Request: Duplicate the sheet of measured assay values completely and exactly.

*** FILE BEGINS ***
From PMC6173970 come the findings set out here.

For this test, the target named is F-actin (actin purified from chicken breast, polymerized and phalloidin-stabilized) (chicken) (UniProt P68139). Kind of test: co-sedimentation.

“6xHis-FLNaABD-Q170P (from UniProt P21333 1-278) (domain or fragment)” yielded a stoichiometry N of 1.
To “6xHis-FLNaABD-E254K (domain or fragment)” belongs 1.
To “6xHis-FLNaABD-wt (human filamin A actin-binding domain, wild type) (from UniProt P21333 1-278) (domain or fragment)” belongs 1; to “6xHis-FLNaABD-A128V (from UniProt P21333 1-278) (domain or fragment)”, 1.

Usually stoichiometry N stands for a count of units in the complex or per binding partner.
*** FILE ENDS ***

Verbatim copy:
From PMC6173970 come the findings set out here.

For this test, the target named is F-actin (actin purified from chicken breast, polymerized and phalloidin-stabilized) (chicken) (UniProt P68139). Kind of test: co-sedimentation.

“6xHis-FLNaABD-Q170P (from UniProt P21333 1-278) (domain or fragment)” yielded a stoichiometry N of 1.
To “6xHis-FLNaABD-E254K (domain or fragment)” belongs 1.
To “6xHis-FLNaABD-wt (human filamin A actin-binding domain, wild type) (from UniProt P21333 1-278) (domain or fragment)” belongs 1; to “6xHis-FLNaABD-A128V (from UniProt P21333 1-278) (domain or fragment)”, 1.

Usually stoichiometry N stands for a count of units in the complex or per binding partner.